Sewing the Robe of Discipleship

My family, long-ago in Germany. Yes, mom made my dress,  probably hers, and Kurt's shirt too. 


1Sam. 2:18   Samuel was ministering before the LORD, a boy wearing a linen ephod. 19 His mother used to make for him a little robe and take it to him each year, when she went up with her husband to offer the yearly sacrifice.


Little Samuel was being raised in the presence of Eli’s wicked sons. They were doing things wrong, and stealing food from the sacrifices they were supposed to be making on behalf of the people. In their midst was a precious little boy whose mother was influencing him to do everything right. She brought him a new robe every year so that it would fit properly and he wore the linen ephod, a priestly garment, over the top. This was what he should have been doing and he did it right, when Eli’s sons took short-cuts in everything that they were doing. 

Hannah came back year after year to check in her son and give him a new garment. One can imagine that she encouraged him to do the right things and to serve God faithfully. Surely, day after day, while at home, she prayed for him. While he was not present with her physically, he was always present in her heart. Whether near or far, she was committed to his discipleship. 


I think I’m drawn to this little passage of scripture because my mother made my clothes when I was a little girl. Every year she lovingly sewed a beautiful wardrobe for me. I didn’t know until I was older how blessed I was to have a mother who was a tailor and loved to make beautiful pieces of clothing for me. Hannah lovingly did the same thing for her little Samuel, making him a robe every year so that he could look nice, and that his clothes fit him well. 

Every parent is sewing a robe of discipleship for their child. Hannah not only brought Samuel a physical robe, but she prayed for him, and I’m sure she guided him when they had their visits. It wasn’t a one-size-fits-all kind of a relationship, but one in which she knew she had to adjust the robe, and probably the teaching, for every year of his life. New clothes, new teaching, and a need to continue growing in faith.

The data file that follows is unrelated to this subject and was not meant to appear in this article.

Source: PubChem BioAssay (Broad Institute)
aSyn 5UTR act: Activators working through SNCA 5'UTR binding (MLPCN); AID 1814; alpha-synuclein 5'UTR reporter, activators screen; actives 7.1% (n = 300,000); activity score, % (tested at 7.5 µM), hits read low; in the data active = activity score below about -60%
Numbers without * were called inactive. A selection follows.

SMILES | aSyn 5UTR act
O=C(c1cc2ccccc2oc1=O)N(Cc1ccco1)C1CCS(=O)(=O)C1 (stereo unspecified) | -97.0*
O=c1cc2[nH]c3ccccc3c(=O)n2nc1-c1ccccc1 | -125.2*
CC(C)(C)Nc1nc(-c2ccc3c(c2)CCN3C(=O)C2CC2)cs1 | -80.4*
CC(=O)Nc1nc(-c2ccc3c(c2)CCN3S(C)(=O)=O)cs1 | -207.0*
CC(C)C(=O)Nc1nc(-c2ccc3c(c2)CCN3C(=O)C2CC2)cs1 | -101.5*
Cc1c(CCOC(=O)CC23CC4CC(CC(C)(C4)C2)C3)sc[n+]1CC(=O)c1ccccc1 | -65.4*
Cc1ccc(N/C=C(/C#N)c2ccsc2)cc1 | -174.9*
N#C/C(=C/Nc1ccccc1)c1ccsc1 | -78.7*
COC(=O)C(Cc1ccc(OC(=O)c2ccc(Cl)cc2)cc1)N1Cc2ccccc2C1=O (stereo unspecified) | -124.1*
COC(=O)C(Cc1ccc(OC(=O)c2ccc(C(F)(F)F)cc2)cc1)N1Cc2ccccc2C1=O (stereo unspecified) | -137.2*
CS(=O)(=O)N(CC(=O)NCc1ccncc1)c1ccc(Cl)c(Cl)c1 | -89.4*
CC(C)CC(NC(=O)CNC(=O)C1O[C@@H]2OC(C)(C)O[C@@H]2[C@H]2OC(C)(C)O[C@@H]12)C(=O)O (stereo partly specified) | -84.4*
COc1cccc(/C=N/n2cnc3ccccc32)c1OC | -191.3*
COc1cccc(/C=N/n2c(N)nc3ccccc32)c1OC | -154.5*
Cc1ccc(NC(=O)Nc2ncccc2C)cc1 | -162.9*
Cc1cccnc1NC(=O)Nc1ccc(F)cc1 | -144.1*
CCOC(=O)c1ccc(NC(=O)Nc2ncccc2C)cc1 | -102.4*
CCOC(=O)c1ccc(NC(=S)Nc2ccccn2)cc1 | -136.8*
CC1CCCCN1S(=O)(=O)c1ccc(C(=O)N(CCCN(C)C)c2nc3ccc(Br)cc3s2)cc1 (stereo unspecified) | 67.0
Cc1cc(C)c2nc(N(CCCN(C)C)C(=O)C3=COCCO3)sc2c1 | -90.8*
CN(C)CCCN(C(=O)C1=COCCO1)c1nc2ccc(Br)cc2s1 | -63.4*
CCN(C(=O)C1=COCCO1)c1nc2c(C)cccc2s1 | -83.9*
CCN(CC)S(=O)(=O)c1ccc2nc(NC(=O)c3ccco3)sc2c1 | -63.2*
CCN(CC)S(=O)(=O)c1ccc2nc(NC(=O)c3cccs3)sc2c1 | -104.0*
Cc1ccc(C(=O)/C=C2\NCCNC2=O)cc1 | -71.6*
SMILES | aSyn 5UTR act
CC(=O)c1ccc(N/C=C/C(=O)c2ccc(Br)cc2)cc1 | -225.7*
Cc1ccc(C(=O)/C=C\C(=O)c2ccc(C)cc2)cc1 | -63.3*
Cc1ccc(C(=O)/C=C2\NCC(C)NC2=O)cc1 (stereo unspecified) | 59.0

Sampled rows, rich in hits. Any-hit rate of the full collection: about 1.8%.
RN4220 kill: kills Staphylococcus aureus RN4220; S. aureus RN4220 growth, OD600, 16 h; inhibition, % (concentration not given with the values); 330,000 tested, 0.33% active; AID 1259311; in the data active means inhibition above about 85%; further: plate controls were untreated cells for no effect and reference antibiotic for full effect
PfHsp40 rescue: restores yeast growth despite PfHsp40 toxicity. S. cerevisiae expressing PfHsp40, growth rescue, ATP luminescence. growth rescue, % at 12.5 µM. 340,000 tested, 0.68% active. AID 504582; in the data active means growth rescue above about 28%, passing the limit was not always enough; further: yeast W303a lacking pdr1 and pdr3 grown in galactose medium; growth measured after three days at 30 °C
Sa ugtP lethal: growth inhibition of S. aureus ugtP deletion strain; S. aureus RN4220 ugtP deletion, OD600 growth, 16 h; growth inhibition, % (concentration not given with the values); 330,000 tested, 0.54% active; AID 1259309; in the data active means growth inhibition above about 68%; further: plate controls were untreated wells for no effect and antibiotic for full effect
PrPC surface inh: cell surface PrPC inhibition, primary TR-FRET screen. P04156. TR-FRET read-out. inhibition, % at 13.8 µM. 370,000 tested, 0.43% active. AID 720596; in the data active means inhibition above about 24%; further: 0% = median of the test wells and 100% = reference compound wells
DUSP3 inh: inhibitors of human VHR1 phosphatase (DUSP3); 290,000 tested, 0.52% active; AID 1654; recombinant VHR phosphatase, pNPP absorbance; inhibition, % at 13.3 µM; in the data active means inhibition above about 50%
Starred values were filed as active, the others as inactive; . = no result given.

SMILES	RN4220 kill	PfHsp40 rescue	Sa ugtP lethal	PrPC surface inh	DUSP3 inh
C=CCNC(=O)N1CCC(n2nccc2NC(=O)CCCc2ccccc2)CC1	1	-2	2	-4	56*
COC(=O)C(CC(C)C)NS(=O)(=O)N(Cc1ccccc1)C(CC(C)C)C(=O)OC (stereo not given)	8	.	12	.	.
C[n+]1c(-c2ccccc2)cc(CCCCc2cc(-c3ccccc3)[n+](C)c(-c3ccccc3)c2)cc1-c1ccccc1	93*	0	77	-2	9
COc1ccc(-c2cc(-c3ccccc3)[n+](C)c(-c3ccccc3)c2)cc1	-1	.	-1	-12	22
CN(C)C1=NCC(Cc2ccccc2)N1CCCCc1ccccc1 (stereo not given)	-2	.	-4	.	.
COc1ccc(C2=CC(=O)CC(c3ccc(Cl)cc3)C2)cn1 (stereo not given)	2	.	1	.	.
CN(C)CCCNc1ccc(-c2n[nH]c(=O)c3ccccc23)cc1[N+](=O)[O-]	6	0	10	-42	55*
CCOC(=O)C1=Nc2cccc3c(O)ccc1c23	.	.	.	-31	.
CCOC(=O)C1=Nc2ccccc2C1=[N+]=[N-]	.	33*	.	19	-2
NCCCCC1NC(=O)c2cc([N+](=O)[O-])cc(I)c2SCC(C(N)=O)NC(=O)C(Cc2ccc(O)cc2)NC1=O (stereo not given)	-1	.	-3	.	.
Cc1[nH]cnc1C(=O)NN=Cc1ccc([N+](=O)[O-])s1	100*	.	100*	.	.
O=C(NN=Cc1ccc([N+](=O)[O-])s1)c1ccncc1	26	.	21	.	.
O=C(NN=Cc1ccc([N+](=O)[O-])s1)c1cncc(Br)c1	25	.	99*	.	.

F. B. Meyer in “Our Daily Homily” writes, “By their behavior to each other and to their children; by the ordering of the home-life; by their actions, more than by their words; by the way in which they speak, and spend their leisure hours, and pray — men and women are making the little coats which, for better or worse, their children wear ever after, and perhaps pass down to after generations.” 

Whether we know it or not, we are all making coats for those who will come after us. These are the coats of discipleship and they must continually be remade and adjusted to fit the time and the season. If not, they will be ill-fitting and will no longer serve a purpose. Sadly, if we stop growing in the Lord, our robes will no longer fit and we will be wearing last-seasons discipleship long after it’s gone out of style, now old and tattered. 

Every follower of Christ needs to take care to have a well-fitting robe of discipleship. Then, there is the intentional creation of clothing for our children. This must be clothing that is adjusted year after year so that it fits well. We lovingly provide the opportunities for our those who come after us to wear beautiful coats of discipleship that they will be able to hand down to the next generation. My mother didn’t just make my clothes for me, she became a pattern of beautiful discipleship that I am challenged to wear on a daily basis. It’s time to take inventory of our robe, and the clothing we are creating for others. 


Lord, words aren’t enough to express my gratitude for my sweet mother who has always worn a beautiful robe of loving you.  Amen. 


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